In an effort to keep from being seen as harsh and judgmental, we’ve gotten good at extending grace to the worldly.  Let’s not neglect to extend grace to our brothers and sisters in Christ as well.  Instead of being quick to publicly point out what Christians are doing wrong or how they’ve let us down, shouldn’t we be working hard to show the world that fellow Christians are our favorite (John 13:34,35)?

I just don’t think that “fighting the good fight” means fighting each other.  In the same chapter, Paul warns against those who have an “unhealthy craving for controversy and for quarrels about words, which produce envy, dissension, slander, evil suspicions, and constant friction” (1 Tim. 6:4,5).  In the same chapter, Paul encourages us to “pursue righteousness, godliness, faith, love, steadfastness, gentleness” (v. 11).  That’s how we “fight the good fight of faith” (v. 12).  That’s how we “keep the commandment unstained and free from reproach until the appearing of our Lord Jesus Christ” (v. 14).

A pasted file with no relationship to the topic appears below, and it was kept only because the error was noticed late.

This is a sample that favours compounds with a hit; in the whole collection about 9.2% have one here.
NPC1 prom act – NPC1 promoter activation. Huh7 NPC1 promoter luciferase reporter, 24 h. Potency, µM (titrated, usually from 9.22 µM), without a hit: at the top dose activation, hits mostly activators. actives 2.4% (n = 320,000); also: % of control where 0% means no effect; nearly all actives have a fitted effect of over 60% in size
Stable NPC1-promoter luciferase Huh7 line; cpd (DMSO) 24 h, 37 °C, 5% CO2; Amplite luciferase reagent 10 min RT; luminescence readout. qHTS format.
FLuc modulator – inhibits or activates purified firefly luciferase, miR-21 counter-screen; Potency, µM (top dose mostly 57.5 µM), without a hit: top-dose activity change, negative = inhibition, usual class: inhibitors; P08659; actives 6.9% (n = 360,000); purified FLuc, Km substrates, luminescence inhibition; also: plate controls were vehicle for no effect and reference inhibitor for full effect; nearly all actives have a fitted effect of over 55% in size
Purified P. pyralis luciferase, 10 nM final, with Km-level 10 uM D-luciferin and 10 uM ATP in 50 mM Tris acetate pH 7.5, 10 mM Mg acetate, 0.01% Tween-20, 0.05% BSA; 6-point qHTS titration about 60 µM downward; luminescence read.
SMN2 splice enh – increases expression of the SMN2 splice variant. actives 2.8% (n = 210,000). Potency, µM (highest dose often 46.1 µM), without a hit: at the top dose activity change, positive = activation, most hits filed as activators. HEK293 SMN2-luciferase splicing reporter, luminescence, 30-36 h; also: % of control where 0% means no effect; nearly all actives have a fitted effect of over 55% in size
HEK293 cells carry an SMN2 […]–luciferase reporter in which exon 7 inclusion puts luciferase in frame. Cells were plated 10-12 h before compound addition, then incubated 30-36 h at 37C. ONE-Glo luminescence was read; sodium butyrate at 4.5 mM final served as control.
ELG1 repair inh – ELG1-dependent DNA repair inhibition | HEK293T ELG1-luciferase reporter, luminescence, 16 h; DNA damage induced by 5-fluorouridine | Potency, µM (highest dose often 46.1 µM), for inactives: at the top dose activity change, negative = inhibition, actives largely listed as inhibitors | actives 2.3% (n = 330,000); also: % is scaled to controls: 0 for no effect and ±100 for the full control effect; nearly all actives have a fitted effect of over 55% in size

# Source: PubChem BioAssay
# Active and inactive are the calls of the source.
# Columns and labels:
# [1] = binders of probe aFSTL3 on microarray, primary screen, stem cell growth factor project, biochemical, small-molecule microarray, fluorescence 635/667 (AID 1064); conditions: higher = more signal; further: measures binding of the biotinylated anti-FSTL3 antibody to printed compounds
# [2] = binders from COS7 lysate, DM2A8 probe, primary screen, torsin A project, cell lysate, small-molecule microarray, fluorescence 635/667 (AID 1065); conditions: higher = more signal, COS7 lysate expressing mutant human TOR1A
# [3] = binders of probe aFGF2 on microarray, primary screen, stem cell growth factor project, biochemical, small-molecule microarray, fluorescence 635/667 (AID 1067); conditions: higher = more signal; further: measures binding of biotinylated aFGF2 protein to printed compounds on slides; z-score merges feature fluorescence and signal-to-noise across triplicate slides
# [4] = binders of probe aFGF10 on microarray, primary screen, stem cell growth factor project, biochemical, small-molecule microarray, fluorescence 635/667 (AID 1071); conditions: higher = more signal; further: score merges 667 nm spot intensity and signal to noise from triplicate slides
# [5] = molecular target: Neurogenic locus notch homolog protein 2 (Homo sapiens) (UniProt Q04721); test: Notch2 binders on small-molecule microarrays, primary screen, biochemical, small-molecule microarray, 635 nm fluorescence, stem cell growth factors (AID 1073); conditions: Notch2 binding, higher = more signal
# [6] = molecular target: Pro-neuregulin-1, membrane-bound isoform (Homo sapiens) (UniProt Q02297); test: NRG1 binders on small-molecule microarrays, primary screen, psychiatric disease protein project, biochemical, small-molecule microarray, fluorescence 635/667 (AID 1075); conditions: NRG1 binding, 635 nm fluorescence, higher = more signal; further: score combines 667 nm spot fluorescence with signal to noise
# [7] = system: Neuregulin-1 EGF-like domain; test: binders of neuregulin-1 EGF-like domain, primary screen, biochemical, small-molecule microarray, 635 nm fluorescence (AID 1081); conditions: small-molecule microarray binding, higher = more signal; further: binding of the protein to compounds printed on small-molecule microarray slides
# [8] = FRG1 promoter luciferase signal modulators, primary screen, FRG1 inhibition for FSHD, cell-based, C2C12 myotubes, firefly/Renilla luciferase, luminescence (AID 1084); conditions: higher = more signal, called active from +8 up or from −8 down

Because we have received grace, let’s freely extend grace to all, Christian and non-Christian alike.  Let’s draw the world to Christ by showing them something they’ll want to have for themselves.  I’m naturally drawn to couples and families that are kind and loving toward each other.  I want to be with them.  I want to learn from them and share in their joy.  What an opportunity we have as Christians to attract others to Christ by the way we honor, promote, love, and lift up each other!

“So then, as we have opportunity, let us do good to everyone, and especially to those who are of the household of faith” (Gal. 6:10, emphasis mine).